Abstract art, while seeming insistently to reject and destroy representation, in fact steadily expands its possibilities. It adds new words and phrases to the language by colonizing the lead slugs and blank spaces in the type tray. Seeming nihilism becomes productive, or, to put it another way, one tradition’s killer virus becomes another tradition’s seed. Stressing abstract art’s position within an evolving social system of knowledge directly belies the old notion that abstraction is what we call an Adamic language, a bedrock form of expression at a timeless point prior to the accretion of conventions. If anything, the development of abstraction in the last fifty years suggests something more Alexandrian than Adamic, that is, a tradition of invention and interpretation that has become exceptionally refined and intricate, encompassing a mind-boggling range of drips, stains, blobs, blocks, bricks, and blank canvases. The woven web of abstraction is now so dense that, for its adepts, it can snare and cradle vanishingly subtle, evanescent, and slender forms of life and meaning. . . . Abstraction is a remarkable system of productive reductions and destructions that expands our potential for expression and communication.This passage is taken from the initial lecture, entitled 'Why Abstract Art?', delivered by Kirk Varnedoe in 2003 as part of that year's A.W. Mellon Lectures in Fine Arts series, at the National Gallery of Art in Washington DC. The Mellon Lectures began in 1949 and their goal, as decreed by the gallery's Board of Trustees, was to "bring to the people of the United States the results of the best contemporary thought and scholarship bearing upon the subject of fine arts."(1)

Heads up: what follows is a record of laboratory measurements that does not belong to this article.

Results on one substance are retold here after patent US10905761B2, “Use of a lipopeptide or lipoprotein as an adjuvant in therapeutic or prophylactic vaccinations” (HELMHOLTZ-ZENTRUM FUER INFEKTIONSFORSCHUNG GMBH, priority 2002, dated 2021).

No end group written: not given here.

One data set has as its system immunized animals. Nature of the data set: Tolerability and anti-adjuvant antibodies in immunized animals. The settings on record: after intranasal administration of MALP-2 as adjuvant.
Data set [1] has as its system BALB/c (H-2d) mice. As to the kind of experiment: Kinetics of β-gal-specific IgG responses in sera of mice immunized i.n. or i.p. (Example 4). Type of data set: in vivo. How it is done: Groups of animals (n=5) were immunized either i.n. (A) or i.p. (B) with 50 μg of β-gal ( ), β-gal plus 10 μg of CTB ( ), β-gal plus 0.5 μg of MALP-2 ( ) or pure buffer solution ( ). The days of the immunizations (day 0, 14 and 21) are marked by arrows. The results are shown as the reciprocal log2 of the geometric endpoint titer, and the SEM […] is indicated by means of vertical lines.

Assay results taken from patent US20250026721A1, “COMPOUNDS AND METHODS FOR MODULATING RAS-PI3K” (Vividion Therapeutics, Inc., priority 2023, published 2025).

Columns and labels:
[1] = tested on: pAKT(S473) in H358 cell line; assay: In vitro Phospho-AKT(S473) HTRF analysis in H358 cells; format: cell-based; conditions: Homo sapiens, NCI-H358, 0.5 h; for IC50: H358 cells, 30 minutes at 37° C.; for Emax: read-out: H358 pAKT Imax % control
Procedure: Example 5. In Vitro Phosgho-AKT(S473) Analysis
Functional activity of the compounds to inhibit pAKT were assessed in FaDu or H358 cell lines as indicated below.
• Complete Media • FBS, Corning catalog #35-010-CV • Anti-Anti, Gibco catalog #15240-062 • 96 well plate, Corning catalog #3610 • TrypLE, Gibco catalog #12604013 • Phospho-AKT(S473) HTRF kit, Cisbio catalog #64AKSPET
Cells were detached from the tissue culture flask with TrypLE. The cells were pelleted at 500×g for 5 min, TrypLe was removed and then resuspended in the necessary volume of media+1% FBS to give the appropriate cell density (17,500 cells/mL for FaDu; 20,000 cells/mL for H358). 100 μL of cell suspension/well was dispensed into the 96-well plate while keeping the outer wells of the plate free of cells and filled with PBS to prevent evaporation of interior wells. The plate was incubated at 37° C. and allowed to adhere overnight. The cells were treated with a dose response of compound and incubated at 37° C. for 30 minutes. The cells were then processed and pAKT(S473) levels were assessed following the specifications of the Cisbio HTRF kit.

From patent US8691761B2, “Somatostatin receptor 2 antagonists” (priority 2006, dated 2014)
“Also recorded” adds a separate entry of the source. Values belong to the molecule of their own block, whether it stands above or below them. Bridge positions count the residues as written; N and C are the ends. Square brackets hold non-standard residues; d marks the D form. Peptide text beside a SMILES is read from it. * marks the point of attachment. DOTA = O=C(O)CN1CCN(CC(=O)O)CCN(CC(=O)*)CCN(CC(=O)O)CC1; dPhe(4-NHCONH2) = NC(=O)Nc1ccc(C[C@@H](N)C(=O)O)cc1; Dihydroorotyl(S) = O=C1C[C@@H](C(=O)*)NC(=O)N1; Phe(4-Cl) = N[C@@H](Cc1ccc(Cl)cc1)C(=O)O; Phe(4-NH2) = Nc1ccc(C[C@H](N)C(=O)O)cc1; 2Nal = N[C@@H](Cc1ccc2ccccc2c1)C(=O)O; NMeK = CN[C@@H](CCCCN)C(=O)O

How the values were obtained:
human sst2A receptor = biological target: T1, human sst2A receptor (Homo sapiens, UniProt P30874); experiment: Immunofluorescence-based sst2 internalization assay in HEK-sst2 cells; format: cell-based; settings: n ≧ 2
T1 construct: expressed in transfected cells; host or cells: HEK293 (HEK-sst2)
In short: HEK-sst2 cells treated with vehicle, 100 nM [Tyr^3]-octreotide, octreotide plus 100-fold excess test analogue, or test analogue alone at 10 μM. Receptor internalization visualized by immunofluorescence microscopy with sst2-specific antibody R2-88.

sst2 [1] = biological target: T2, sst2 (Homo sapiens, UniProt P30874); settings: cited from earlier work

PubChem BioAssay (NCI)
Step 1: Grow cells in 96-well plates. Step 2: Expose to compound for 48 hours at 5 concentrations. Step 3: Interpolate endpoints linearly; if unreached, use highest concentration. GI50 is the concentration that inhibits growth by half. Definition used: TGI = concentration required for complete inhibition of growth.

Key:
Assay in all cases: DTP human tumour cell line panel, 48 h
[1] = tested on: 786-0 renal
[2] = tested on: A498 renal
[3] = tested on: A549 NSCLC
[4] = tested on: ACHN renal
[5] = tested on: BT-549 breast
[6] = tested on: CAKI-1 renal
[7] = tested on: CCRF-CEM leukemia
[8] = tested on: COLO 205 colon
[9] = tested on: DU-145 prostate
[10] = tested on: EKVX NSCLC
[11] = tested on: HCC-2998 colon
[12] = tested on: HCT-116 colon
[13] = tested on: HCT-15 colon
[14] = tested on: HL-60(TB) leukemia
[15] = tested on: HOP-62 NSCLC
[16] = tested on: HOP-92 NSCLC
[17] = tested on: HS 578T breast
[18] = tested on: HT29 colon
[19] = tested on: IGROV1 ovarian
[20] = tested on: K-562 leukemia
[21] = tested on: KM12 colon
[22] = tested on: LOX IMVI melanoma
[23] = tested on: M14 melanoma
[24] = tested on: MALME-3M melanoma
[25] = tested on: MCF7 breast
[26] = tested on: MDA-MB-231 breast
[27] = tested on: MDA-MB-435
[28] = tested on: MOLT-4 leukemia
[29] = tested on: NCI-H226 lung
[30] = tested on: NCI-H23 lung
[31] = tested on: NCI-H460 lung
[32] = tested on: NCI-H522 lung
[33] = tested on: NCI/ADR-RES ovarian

Kirk Varnedoe certainly had the credentials. At the time of these lectures, he was a Professor of the History of Art at the Institute for Advanced Study at Princeton University, and the former long-time and very influential curator of painting and sculpture at the Museum of Modern Art. "For years, he taught at Columbia University and at the Institute of Fine Arts, where his lectures routinely attracted huge audiences of students and the public. Even in one-on-one conversation, his speaking style was custom-made for the lecture hall: astonishingly fluent, easy and organized in perfectly formed, complex paragraphs that seemed to flow naturally and without hesitation." (2)
He delivered these six Mellon lectures between March and May 2003, all under the the title 'Pictures of Nothing: Abstract Art since Pollock'. They have been published in a book and the editors have attempted to preserve Varnedoe's eloquence and flair for engaging an audience. (Watch a video snippet of Varnedoe delivering one of these lectures at NGA, here.)
(1) Kimmelman, Michael. "Kirk Varnedoe, 57, Curator Who Changed the Modern's Collection and Thinking, Dies". New York Times. August 15, 2003.
(2) Powell, Earl A. Forward to Pictures of Nothing: Abstract Art since Pollock, by Kirk Varnedoe. Princeton, 2006. (Read the preface to the book, written by Adam Gopnik.)
. Mellon Lectures at the NGA
. a definition of 'Abstraction', taken from the Grove Dictionary of Art